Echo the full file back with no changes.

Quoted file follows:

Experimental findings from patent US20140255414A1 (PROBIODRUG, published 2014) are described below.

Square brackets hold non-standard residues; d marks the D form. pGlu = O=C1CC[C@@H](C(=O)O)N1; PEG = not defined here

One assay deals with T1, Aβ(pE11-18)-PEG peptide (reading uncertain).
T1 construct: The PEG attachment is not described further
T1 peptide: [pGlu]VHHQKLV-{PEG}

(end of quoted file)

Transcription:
Experimental findings from patent US20140255414A1 (PROBIODRUG, published 2014) are described below.

Square brackets hold non-standard residues; d marks the D form. pGlu = O=C1CC[C@@H](C(=O)O)N1; PEG = not defined here

One assay deals with T1, Aβ(pE11-18)-PEG peptide (reading uncertain).
T1 construct: The PEG attachment is not described further
T1 peptide: [pGlu]VHHQKLV-{PEG}